MILWAUKEE -- New numbers show the coronavirus is disproportionately affecting the African-American community. Now it's about figuring out a way to help.
Milwaukee County leader said in a briefing Friday, April 10 that the pandemic brings light problems that the African-American community has been dealing with for years.
"Almost a year ago, we declared racism as a health crisis. At that time, we never knew we would be facing a pandemic," said Nicole Brookshire, director of the Milwaukee County Office on African American affairs.
Access to healthcare, education and transportation are just some of the limitations that can put many people in higher-risk situations -- like working in the service industry.
"These are things that are a pattern of disinvestment in the African-American community over a period of many many decades, the loss of high-quality jobs that now force people to work service sector jobs," Reggie Jackson, president of America's Black Holocaust Museum, said.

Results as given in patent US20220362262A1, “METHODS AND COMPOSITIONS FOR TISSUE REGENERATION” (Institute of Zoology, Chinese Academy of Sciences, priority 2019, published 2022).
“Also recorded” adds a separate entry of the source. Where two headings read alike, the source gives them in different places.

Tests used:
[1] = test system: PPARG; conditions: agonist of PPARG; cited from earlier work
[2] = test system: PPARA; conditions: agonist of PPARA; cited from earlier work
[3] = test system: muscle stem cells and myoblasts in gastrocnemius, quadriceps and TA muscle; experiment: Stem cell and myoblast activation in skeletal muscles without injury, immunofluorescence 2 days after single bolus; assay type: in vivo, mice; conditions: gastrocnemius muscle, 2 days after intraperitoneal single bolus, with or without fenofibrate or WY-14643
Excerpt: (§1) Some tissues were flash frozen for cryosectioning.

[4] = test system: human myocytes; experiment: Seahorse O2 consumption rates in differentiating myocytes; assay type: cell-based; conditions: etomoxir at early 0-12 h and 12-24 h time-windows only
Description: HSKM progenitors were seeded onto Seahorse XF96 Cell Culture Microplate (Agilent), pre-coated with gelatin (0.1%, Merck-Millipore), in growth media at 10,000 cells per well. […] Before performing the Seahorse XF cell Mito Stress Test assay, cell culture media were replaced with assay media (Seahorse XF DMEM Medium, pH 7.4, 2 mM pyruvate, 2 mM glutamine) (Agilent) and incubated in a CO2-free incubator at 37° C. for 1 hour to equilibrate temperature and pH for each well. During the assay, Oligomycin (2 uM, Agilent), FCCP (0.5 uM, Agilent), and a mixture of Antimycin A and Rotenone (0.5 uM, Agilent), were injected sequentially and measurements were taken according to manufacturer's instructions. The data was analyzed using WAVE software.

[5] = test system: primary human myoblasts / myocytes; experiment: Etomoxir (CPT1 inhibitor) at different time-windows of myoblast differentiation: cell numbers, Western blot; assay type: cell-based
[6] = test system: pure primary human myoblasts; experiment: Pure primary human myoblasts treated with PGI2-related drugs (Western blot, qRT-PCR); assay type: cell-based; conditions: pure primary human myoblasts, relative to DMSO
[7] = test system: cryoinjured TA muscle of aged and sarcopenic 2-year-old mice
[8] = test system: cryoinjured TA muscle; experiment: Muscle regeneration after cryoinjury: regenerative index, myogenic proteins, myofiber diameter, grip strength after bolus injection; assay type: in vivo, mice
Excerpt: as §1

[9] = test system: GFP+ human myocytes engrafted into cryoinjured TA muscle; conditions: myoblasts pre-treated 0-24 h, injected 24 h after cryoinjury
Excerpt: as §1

While African-Americans make up a quarter of Milwaukee County's population, the latest data show that the population makes up two-thirds of the deaths related to COVID-19.
"You shouldn't have to go way out to the suburbs to get high-quality health care. You should be able to access that in the city," Milwaukee Health Commissioner Jeanette Kowalik said.
Medical College of Wisconsin
An idea for the solution -- funding. The Medical College of Wisconsin announced $4.8 million in funding to boost efforts that are trying to stop the spread in highly-affected areas.
County officials said they have plans in the works to help with the disparity and focus on vulnerable communities.
"We know it's going to be a long process, but again, we cannot make this a solution that is equitable without community voice," Brookshire said.
Not only is the coronavirus showing disparity, county leaders worry that it could make it worse in many ways if more action is not taken.